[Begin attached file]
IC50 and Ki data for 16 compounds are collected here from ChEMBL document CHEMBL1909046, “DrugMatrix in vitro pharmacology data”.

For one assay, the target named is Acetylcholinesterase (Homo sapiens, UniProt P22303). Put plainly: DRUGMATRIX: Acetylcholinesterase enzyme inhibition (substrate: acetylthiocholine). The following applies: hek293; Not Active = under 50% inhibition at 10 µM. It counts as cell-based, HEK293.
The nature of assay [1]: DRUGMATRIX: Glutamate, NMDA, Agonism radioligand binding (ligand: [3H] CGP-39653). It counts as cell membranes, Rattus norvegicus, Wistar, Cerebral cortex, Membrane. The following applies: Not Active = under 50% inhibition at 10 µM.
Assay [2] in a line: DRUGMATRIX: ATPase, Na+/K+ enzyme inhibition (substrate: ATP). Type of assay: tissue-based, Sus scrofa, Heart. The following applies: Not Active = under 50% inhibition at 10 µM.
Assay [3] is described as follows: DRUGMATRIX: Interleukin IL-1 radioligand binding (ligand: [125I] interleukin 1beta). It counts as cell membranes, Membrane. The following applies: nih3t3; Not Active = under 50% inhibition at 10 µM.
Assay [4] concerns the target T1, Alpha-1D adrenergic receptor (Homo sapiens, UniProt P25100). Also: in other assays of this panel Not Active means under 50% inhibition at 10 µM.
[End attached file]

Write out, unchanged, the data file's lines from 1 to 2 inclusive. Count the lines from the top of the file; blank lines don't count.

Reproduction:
IC50 and Ki data for 16 compounds are collected here from ChEMBL document CHEMBL1909046, “DrugMatrix in vitro pharmacology data”.

For one assay, the target named is Acetylcholinesterase (Homo sapiens, UniProt P22303). Put plainly: DRUGMATRIX: Acetylcholinesterase enzyme inhibition (substrate: acetylthiocholine). The following applies: hek293; Not Active = under 50% inhibition at 10 µM. It counts as cell-based, HEK293.